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Gemütlichkeit in a Cup

Updated: Nov 22, 2023


This time of year is very special in many parts of the world. In the US we are about to celebrate Thanksgiving and then, just a few weeks later, Christmas. In Germany, they are already beginning to ramp up for the holidays with their traditional Christmas Markets. A few of my favorites are the Christmas Market at Red City Hall in Berlin, the Spandau Christmas Market, the Basel Christmas Market and the first one I ever visited the Freiburg Christmas Market.


I need to digress here and discuss "Gemütlichkeit" for a moment. As you've probably already guessed, it's a German word. The best equivalent we have for it in English is "cozy". But cozy falls so far short of the meaning of Gemütlichkeit that it's almost embarrassing to make the comparison. You see, cozy is sitting on the couch with a blanket while a Wisco Home Goods candle burns nearby. Gemütlich is sitting on a couch with a blanket, in front of the fire place, with your dog at your side, sipping a cup of Feuerzangenbowle while you and the love of your life watch Everybody's Talking About Jamie for the 110th time. It's cozy times love times special times puppies. As I said, they aren't even to be compared.


If you've never been to a Christmas Market, you're missing out. They are all completely outdoors, so you bundle up and walk amongst the lights, doing your holiday shopping and, of course, sipping Feuerzangenbowle. It's as German as bratwurst and sauerkraut. The be


st part of the Christmas Market is that they are open all day. Most open around 10 a.m. and close by about 9 p.m.. So you can enjoy your Feuerzangenbowle whenever it is convenient for you. And people do. Also, there are none of those American cheapnesses added. Your cup is ceramic, and, yes, you paid a deposit for it. They are popular souvenirs, but if you don't want a souvenir you can get your money back. Well, enough of me espousing the superiority of German society. Do read on for the recipe.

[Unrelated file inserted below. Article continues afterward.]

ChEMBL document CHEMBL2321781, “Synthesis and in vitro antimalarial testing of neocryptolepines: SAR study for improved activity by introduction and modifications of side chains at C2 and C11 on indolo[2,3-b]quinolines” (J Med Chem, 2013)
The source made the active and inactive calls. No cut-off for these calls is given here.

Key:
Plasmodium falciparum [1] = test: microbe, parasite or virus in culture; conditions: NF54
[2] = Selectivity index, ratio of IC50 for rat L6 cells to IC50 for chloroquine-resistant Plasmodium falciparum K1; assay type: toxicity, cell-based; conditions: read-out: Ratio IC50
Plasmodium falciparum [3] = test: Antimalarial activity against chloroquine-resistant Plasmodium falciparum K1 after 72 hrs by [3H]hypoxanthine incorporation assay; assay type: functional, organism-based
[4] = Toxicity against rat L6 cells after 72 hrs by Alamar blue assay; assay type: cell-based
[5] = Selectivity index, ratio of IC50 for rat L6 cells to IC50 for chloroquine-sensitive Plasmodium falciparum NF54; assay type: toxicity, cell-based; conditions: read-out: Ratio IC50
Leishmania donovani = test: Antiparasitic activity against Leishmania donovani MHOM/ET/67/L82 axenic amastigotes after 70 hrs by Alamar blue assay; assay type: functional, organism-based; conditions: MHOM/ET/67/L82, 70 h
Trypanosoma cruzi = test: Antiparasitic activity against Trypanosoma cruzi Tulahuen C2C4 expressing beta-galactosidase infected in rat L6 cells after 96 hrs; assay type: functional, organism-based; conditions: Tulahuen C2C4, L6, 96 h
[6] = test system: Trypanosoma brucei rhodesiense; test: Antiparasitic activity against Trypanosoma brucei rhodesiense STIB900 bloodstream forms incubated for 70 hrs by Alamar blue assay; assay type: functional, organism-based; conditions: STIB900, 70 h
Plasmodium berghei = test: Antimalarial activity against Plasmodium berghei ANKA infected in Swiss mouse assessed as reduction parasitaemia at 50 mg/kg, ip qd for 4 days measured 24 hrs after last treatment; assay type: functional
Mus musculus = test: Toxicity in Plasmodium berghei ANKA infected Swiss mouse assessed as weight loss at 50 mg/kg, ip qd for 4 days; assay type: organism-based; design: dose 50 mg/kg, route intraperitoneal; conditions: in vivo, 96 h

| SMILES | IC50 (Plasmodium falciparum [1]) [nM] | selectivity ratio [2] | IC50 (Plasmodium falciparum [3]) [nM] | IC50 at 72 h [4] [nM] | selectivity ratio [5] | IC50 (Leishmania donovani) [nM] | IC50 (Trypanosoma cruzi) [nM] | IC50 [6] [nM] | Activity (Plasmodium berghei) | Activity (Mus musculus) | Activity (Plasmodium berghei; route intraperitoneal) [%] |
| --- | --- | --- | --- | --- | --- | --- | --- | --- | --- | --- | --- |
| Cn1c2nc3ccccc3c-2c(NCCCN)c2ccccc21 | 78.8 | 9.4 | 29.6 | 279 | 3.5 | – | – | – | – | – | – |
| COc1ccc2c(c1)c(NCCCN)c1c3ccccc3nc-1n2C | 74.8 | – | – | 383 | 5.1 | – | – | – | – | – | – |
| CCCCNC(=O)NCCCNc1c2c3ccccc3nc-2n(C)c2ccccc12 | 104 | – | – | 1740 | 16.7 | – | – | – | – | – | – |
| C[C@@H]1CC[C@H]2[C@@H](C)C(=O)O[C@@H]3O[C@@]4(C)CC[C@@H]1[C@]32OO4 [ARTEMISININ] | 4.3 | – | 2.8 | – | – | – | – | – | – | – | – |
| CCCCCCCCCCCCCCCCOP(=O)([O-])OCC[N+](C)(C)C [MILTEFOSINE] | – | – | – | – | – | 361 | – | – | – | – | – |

For your enjoyment, I've translated a recipe for Feuerzangenbowle for you. It's a little bit of work, but you'll love it! Enjoy!



Feuerzangenbowle


Ingredients

  • 2 bottles dry red wine

  • 2 oranges


2 lemons

  • 3-4 cloves

  • 2 cinnamon sticks

  • star anise to taste

  • sugar cubes

  • 136 proof Rum

Preparation

  1. Wash the lemons and the oranges well. Juice one lemon and one orange. Cut


the remaining lemon and orange into thin slices with the rind still on.

  1. Combine the red wine and the freshly pressed juice in a pot and heat to about 170° F. ]Now add the fruit slices and the spices. Cover the pot and allow the punch to steep for about 15 minutes.

  2. Remove the punch from the stove and pour into cups.

  3. Drizzle the sugar cube with rum, place on an absinthe spoon and light on fire.

  4. The sugar will slowly caramelize and fall into the punch giving it an incomparable sweet taste.

  5. Once the sugar cube has fully burned, simply drop the absinthe spoon into the cup and enjoy!


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